VMware Tools installation and upgrade tips and tricks

The VMware Tools package provides drivers (such as VMXNET3, PVSCSI, SVGA etc.) and services that enhance the performance of virtual machines and make several vSphere features easy to use. Here are some tips and tricks when working with VMware Tools:

  • An overview of the VMware Tools versions mapping can be found here, link
  • The latest VMware Tools versions can be downloaded from here, link
  • Within VMware ESXi, the VMware Tools are located under: /vmimages/tools-isoimages
  • The latest VMware Tools version 10.3.10 is compatible with ESXi 6.0.0 to 6.7 U3
  • To view what VMware Tools components are installed on a Windows operating system: open Regedit and browse to the following location.
HKEY_LOCAL_MACHINE\SOFTWARE\Classes\Installer\Features\10176710886A59A4C938D6DEE96B37D5

Names with a squire or minus are not installed. Another method in Windows 10 for example is going to the Apps & Features and select: modify VMware Tools

  • A silent or unattended default installation can be done using the following command. This command does not installed the NSX components:
 Setup64.exe /s /v "/qb REBOOT=R" /l c:\windows\temp\vmware_tools_install.log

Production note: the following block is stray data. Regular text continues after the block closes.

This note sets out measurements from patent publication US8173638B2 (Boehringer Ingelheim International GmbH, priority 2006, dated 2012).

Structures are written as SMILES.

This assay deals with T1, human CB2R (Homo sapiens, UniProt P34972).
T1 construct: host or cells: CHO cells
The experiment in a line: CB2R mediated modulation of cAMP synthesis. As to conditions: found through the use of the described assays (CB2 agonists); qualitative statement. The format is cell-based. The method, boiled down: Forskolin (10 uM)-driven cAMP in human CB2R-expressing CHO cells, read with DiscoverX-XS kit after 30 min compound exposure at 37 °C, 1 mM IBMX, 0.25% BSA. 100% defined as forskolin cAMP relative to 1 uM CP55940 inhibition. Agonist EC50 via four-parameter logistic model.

• Use the ADDLOCAL and REMOVE option to define what components to install. The following command installs all the components expect the Hgfs, SVGA,VSS, AppDefense and the NetworkIntrospection component. This VMware Tools configuration can be used for example for a Horizon View Golden image.
setup64.exe /s /v" /qb REBOOT=R ADDLOCAL=All REMOVE=Hgfs,SVGA,VSS,AppDefense,NetworkIntrospection"" /l c:\windows\temp\vmware_tools_install.log

The following VMware Tools component values can be used:

Component Values Component Description
Drivers Audio Audio driver for 64-bit Operating Systems
BootCamp Driver for Mac BootCamp Support
MemCtl VMware Memory control driver for memory management
Mouse VMware mouse driver
PVSCSI VMware Paravirtual SCSI adapter
SVGA VMware SVGA driver
Sync Filesystem Sync driver, which enables backup applications to create application-consistent snapshots. This driver is used if the guest operating system is earlier than Windows Server 2003. Newer operating systems use the VSS driver.
ThinPrint Driver that enables printers added to the host operating system to appear in the list of available printers in the virtual machine. VMware Tools does not support ThinPrint features for vSphere 5.5 and later.
VMCI Virtual Machine Communication Interface driver. This driver allows virtual machines to communicate with the hosts on which they run without using the network
Hgfs VMware shared folders driver. Use this driver if you plan to use this virtual machine with VMware Workstation, Player, or Fusion. Excluding this feature prevents you from sharing a folder between your virtual machine and the host system.
VMXNet VMware VMXnet networking driver.
VMXNet3 Next-generation VMware VMXnet networking driver for virtual machines that use virtual hardware version 7 and higher (ESX(i) 4.x and higher)
FileIntrospection NSX File Introspection driver, vsepflt.sys.
NetworkIntrospection NSX Network Introspection driver, vnetflt.sys.